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|All Health and Nutrition Bites|
Omega-3 supplements don't prevent heart disease
A little over a year ago I reported on a meta-analysis of randomized, controlled trials that concluded that for those at higher risk for heart disease, taking omega-3 fatty acid supplements had no effect on their risk of heart attack, stroke, or related events.
Omega-3 supplements may not guard against heart attack
It's a tenet of today's nutrition advice, like eating whole grains or choosing lean meat: omega-3 fatty acids, found in fatty fish as well as plant sources like walnuts, flaxseeds, canola oil, and kidney beans, are good for your heart and have been shown to prevent heart disease.
Omega 3 Fat Supplements and Alzheimer's Disease
We know that there are tremendous benefits to eating fresh, healthy foods. Numerous studies show that eating more fish, eating foods that are high in Vitamin C and other antioxidants as well as whole grains can prevent many conditions, including heart disease, diabetes, stroke, cancers and Alzheimer's disease.
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One of our more popular Ask Dr. Gourmet questions is the following:
Are there any foods or food groups that contribute to migraine headaches? Are there any foods or food groups that assuage migraine headaches?
When I answered this question a couple of years ago, we knew that avoiding foods that are high in tyramines could help people avoid migraines, but at the time I had to say that I knew of no foods "that have been definitively shown to help relieve migraines."
On the one hand, we still have no evidence for foods to help relieve migraines once they start, but a recent randomized, controlled trial suggests a way to help prevent migraines that doesn't depend on avoiding certain foods (BMJ 2021;374:n1448).
This research protocol grew out of previous research in rodents and had been previously piloted in humans in a 12-week trial of 67 adults. For this more robust trial in humans, the authors recruited 182 men and women in the area of University of North Carolina at Chapel Hill who experienced migraine at least 5 days per month, both with and without aura. This study was designed to last for 16 weeks.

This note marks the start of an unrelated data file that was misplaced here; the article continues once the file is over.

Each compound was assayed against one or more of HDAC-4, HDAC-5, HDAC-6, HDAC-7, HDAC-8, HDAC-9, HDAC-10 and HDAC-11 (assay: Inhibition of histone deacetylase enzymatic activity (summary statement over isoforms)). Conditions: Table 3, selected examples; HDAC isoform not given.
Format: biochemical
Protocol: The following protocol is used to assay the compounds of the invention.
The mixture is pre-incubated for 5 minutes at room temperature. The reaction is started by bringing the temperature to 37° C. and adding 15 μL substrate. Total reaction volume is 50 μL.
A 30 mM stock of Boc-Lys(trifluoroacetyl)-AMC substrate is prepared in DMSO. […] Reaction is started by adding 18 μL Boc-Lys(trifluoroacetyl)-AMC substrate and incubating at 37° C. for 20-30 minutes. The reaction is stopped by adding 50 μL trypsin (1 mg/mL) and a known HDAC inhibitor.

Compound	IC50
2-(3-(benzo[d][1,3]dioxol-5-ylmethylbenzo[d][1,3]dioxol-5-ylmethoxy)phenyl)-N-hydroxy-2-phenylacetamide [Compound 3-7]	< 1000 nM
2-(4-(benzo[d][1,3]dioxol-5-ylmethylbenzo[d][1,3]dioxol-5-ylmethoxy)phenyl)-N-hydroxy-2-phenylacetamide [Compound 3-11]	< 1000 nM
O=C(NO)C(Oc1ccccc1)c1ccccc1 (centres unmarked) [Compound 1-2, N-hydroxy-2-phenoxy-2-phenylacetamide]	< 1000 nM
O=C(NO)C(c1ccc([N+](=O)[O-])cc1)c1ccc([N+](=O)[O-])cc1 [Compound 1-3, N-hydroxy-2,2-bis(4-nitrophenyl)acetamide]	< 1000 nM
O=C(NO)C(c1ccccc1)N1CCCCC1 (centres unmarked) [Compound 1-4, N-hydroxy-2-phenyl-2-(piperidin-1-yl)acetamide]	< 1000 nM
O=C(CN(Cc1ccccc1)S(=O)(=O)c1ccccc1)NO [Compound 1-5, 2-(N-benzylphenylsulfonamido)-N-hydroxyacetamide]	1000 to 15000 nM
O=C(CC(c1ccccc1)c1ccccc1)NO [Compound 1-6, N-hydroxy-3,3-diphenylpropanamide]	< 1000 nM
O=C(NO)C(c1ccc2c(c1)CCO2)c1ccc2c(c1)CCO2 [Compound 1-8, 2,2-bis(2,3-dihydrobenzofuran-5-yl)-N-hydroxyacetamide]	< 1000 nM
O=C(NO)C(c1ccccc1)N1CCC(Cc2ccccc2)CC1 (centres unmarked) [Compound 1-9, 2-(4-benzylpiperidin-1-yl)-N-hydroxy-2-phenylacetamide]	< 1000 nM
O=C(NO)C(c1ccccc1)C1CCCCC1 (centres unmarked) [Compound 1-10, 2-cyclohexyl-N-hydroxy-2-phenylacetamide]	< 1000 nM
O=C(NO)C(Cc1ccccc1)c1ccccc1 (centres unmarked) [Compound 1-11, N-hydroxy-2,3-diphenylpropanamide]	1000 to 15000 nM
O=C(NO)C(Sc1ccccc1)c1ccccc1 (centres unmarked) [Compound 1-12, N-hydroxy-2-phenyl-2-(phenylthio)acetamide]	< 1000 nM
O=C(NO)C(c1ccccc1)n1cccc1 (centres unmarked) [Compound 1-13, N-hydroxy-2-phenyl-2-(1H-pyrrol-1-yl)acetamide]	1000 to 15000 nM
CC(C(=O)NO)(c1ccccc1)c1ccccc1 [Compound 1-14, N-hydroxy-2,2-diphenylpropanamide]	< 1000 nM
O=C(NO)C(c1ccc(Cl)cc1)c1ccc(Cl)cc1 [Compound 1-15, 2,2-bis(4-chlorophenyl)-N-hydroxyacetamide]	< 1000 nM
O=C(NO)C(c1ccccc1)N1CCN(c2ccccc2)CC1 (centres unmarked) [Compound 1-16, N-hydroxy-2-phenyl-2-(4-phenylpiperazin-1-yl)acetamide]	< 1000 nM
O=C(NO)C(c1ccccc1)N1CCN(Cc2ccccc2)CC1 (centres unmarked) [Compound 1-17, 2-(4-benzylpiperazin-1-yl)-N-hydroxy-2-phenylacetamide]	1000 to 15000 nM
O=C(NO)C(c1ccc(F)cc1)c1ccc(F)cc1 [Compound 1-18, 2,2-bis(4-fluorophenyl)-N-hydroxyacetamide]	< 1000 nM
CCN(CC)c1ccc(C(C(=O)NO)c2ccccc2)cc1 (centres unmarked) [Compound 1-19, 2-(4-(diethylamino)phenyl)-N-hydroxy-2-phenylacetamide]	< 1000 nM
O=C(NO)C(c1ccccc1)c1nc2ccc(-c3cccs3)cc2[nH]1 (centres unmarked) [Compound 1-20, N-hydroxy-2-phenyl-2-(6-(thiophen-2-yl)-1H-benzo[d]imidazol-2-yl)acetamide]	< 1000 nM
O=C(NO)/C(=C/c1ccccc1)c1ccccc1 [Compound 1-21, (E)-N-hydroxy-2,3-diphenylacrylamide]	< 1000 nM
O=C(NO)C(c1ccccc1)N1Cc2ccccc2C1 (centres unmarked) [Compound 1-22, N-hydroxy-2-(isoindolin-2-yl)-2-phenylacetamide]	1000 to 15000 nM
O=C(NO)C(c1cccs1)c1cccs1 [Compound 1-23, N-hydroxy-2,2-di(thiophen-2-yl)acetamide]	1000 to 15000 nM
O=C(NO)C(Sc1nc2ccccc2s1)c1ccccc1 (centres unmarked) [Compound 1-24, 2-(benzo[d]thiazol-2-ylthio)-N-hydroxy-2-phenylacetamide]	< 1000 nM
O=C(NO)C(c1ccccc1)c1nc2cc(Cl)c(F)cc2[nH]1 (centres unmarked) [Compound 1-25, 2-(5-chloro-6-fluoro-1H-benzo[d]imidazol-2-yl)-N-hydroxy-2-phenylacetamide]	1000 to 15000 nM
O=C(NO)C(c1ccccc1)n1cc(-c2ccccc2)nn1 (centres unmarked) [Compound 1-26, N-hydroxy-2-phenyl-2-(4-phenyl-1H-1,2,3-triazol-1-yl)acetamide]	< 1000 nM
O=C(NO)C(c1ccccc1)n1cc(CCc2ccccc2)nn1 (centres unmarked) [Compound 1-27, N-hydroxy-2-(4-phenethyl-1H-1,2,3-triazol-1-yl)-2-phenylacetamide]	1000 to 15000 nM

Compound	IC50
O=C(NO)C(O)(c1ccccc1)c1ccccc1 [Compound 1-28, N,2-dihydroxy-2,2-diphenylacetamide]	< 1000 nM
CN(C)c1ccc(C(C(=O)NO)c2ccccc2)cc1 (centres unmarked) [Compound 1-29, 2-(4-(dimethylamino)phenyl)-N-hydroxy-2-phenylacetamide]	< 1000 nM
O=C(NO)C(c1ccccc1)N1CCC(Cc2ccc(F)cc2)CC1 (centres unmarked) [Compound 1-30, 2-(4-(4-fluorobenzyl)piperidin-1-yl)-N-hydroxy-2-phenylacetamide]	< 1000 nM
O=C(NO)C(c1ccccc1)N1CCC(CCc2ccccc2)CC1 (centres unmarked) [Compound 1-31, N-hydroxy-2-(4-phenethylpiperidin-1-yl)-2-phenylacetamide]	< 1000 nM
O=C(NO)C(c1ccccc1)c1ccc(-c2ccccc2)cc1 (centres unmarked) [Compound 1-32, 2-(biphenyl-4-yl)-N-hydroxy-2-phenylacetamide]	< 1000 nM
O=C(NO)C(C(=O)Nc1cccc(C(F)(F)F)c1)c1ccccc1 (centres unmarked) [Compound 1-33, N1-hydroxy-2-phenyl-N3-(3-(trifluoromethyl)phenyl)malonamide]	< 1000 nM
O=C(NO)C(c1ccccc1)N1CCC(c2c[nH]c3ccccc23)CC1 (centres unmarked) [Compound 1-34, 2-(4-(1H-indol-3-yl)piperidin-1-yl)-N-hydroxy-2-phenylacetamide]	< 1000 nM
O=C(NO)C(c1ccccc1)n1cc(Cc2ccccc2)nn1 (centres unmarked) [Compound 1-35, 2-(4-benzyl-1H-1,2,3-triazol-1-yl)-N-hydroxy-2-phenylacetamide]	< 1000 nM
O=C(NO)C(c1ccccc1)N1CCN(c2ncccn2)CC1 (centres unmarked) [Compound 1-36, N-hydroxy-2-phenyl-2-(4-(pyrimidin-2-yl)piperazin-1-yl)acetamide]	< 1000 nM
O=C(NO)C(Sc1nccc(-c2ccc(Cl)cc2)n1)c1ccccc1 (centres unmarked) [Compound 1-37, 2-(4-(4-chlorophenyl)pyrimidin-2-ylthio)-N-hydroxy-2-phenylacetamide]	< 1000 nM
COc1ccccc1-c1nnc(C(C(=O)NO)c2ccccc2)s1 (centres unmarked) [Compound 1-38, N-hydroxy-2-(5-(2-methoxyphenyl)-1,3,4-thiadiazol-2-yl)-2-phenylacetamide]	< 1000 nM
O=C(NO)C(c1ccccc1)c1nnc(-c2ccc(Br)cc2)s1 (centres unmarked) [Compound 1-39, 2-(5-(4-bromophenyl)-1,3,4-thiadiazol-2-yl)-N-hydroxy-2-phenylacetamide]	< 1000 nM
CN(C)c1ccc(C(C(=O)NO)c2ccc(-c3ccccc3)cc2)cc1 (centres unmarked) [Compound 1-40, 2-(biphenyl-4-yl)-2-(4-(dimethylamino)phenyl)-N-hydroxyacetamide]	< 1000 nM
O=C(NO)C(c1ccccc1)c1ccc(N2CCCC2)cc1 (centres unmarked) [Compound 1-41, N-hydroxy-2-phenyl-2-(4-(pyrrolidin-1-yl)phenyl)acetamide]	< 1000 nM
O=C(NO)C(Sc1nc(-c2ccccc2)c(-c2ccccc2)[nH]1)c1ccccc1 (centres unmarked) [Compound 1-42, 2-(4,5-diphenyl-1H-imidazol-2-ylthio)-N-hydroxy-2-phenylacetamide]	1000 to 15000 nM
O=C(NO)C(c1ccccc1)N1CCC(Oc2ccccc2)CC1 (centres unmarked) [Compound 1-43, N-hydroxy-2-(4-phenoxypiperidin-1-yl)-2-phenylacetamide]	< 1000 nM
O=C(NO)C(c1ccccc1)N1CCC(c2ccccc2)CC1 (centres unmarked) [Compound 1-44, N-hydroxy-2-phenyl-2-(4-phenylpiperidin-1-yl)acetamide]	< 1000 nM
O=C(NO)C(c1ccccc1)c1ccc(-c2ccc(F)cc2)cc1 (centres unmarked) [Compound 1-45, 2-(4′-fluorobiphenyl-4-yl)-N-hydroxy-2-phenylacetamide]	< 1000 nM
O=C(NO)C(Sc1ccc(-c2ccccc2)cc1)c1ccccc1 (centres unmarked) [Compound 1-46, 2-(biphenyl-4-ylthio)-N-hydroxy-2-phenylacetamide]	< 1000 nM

Each participant was randomly assigned to one of three meal plans, designed to have the right number calories to maintain their pre-study weight:
1. A diet high in omega-3 fatty acids and low in omega-6 fatty acids;
2. A diet that only increased omega-3 fatty acids, keeping the levels of omega-6 fatty acids at the average level for Americans;
3. A control group that consumed the average levels (for Americans) of both omega-3 fatty acids and omega-6 fatty acids.
Participants were provided study foods, including fatty fish, and were counseled by dietitians to help them adhere to their assigned diet.
One hundred forty-one participants completed the 16-week trial.
One of the primary endpoints for this study was the individual participants' HIT-6 score, a 6-item survey designed to assess the impact of the respondents' migraines on their quality of life. Throughout the study the participants also kept track of their migraine symptoms through a desktop/smartphone app.
The participants' HIT-6 scores improved in both the high omega-3/low omega-6 and high omega-6 groups, but not to a statistically significant degree.
That said, in both test diet groups the participants experienced fewer headache hours per day, fewer moderate-to-severe headache hours, and fewer overall headache days per month than those participants on the control diet. In fact, the diet higher in omega-3s and lower in omega-6 fatty acids reduced headache days per month more than the diet that was high in omega-3s alone.
The high omega-3/low omega-6 diet increased the intake of two common subtypes of omega-3 fatty acids, eicosapentaenoic and docosahexaenoic acids, to 1.6 grams (total) per day, while reducing the intake of omega-6 fatty acids to less than 1.8% of total caloric intake.
According to the National Health and Nutrition Examination Survey (NHANES) of 2001-2002, the average intake of omega-6 fatty acids in the United States is about 14.8 grams per day, or about 6.7% of calories in a 2000-calorie diet (Circ 2009;119:902-907). The average intake of omega-3s is only about 100mg per day, while the National Institutes of Health recommends 270 mg per day.
How to increase your omega-3s and decrease your omega-6s? While omega-6 fatty acids should not be eliminated from your diet completely, it's clear that most Americans would do well to reduce the prevalence of these fats in their diet. Processed foods like fast foods and packaged snack foods are often made with vegetable oils like safflower oil or sunflower oil - both of which are higher in omega-6 fatty acids.
Omega-3 fatty acids are found not only in fatty fishes like mackerel and salmon, but also in walnuts, kidney beans, and flaxseed oil.
First posted: July 14, 2021